After nearly a full year of delays, Amazon Go is finally opening to the public in Seattle, Washington on Monday.
The online mega-retailer’s first-ever grocery store is fully automated, meaning it doesn’t employ cashiers, negating checkout stations, registers and long line wait times. Instead, customers swipe their Amazon app to enter the store and the company’s “Just Walk Out” technology takes care of the rest. Algorithms and sensors keep track of what people take off and put back on the shelves, creating a virtual shopping cart for each person. When shoppers have everything they need, they simply leave the store and their cart-full of items is billed to their Amazon account.
“The coolness of the technology will undoubtedly get people to check it out,” National Association of Convenience Stores spokesperson Jeff Lenard told the Los Angeles Times. “But the quality is what will get them to come back.”
Customers swipe their Amazon app to enter the store and the company’s “Just Walk Out” technology takes care of the rest.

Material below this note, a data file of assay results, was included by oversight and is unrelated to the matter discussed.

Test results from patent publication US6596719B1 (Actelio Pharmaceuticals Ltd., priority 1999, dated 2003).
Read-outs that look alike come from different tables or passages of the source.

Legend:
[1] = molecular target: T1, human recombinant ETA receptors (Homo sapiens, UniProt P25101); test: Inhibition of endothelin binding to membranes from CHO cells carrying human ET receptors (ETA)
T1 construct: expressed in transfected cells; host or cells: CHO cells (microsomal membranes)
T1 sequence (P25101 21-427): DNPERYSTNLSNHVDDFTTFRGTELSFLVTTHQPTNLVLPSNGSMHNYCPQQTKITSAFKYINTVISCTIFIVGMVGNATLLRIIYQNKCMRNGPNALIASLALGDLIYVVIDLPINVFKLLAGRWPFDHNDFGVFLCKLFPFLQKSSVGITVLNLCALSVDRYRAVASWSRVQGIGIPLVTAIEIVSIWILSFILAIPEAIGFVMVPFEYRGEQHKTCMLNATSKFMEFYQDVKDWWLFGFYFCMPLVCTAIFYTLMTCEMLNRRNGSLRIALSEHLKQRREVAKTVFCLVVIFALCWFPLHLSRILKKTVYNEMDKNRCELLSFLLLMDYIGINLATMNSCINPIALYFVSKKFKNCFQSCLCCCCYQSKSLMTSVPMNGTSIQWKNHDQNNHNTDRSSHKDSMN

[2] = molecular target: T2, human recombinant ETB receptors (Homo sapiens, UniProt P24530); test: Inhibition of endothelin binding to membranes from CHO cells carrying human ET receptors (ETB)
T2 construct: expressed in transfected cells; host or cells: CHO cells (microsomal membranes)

For the past year, only employees were allowed to test out the website’s new technology — which Amazon does not plan on implementing at Whole Foods locations, CNBC reported.
If shoppers notice an error on their charges or are unhappy with a purchase, they can simply tap the “refund” button on their receipt within the Amazon Go app — no returns necessary. This method is based on the honor system, with people looking to take advantage thought to be in the minority, Amazon said.
Although there are no cashiers, the store still hired “associates” to greet customers, prepare ready-to-eat food items, stock shelves and assist customers.
“The system is very accurate,” Dilip Kumar, Amazon Go’s technology vice president, said.
The 1,800-square-foot store is not completely employee-free. Although there are no cashiers, the store still hired “associates” to greet customers, prepare ready-to-eat food items, stock shelves and assist customers. But any potential expansion plans Amazon may have could eliminate a substantial number of jobs.
More than 3.5 million people were employed as cashiers as of May 2016, according to the Department of Labor — 900,000 of them in grocery stores. But as a company, Amazon is hiring thousands of new employees, increasing by 40% year to year, CNBC reported.